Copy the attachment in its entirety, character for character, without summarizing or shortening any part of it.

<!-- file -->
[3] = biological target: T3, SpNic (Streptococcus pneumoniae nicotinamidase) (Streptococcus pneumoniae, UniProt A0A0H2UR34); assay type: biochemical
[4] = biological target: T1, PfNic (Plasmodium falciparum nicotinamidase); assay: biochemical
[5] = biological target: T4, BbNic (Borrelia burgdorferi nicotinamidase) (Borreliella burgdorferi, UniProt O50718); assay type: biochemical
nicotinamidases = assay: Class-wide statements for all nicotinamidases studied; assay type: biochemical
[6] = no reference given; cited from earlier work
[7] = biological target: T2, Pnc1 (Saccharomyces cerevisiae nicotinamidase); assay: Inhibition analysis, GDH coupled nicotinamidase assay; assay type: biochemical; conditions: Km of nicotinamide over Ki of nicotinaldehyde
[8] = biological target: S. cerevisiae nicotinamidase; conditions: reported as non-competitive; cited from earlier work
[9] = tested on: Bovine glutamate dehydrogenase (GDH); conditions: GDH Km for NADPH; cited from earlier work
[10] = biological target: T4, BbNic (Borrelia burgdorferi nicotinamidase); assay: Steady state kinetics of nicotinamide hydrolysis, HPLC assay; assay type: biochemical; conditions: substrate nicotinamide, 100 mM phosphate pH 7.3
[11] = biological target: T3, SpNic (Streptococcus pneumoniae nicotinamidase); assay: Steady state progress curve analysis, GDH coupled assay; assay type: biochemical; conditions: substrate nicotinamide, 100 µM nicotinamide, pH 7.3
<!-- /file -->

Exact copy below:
[3] = biological target: T3, SpNic (Streptococcus pneumoniae nicotinamidase) (Streptococcus pneumoniae, UniProt A0A0H2UR34); assay type: biochemical
[4] = biological target: T1, PfNic (Plasmodium falciparum nicotinamidase); assay: biochemical
[5] = biological target: T4, BbNic (Borrelia burgdorferi nicotinamidase) (Borreliella burgdorferi, UniProt O50718); assay type: biochemical
nicotinamidases = assay: Class-wide statements for all nicotinamidases studied; assay type: biochemical
[6] = no reference given; cited from earlier work
[7] = biological target: T2, Pnc1 (Saccharomyces cerevisiae nicotinamidase); assay: Inhibition analysis, GDH coupled nicotinamidase assay; assay type: biochemical; conditions: Km of nicotinamide over Ki of nicotinaldehyde
[8] = biological target: S. cerevisiae nicotinamidase; conditions: reported as non-competitive; cited from earlier work
[9] = tested on: Bovine glutamate dehydrogenase (GDH); conditions: GDH Km for NADPH; cited from earlier work
[10] = biological target: T4, BbNic (Borrelia burgdorferi nicotinamidase); assay: Steady state kinetics of nicotinamide hydrolysis, HPLC assay; assay type: biochemical; conditions: substrate nicotinamide, 100 mM phosphate pH 7.3
[11] = biological target: T3, SpNic (Streptococcus pneumoniae nicotinamidase); assay: Steady state progress curve analysis, GDH coupled assay; assay type: biochemical; conditions: substrate nicotinamide, 100 µM nicotinamide, pH 7.3